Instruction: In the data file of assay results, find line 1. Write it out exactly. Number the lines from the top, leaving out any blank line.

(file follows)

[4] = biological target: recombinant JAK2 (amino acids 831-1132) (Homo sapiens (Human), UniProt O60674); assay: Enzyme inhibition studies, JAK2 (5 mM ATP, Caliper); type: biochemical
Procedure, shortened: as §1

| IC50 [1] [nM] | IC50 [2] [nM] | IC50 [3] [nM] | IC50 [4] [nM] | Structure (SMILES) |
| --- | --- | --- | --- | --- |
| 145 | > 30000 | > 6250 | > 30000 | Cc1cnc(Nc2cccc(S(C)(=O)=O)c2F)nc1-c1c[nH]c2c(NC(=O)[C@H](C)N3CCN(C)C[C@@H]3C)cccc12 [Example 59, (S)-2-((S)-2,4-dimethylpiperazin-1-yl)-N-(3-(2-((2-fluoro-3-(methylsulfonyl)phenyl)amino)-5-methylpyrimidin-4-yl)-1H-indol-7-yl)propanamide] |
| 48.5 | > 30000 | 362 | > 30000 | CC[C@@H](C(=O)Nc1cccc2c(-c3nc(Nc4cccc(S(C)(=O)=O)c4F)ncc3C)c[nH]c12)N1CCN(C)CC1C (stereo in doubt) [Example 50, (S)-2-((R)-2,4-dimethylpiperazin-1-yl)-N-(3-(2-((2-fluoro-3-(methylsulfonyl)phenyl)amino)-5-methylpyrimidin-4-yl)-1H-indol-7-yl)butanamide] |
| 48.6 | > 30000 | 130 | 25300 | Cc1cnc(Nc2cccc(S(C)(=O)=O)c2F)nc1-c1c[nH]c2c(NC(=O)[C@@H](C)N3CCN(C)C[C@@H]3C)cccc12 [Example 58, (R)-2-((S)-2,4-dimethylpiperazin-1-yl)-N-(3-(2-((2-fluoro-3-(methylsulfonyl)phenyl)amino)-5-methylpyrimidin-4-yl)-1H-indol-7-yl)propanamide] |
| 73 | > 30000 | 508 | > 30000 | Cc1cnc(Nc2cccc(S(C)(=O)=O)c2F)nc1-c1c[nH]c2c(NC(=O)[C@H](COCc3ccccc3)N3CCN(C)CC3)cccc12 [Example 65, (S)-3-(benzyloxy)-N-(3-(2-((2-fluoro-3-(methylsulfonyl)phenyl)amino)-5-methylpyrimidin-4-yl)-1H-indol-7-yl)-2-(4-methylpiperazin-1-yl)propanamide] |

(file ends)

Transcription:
[4] = biological target: recombinant JAK2 (amino acids 831-1132) (Homo sapiens (Human), UniProt O60674); assay: Enzyme inhibition studies, JAK2 (5 mM ATP, Caliper); type: biochemical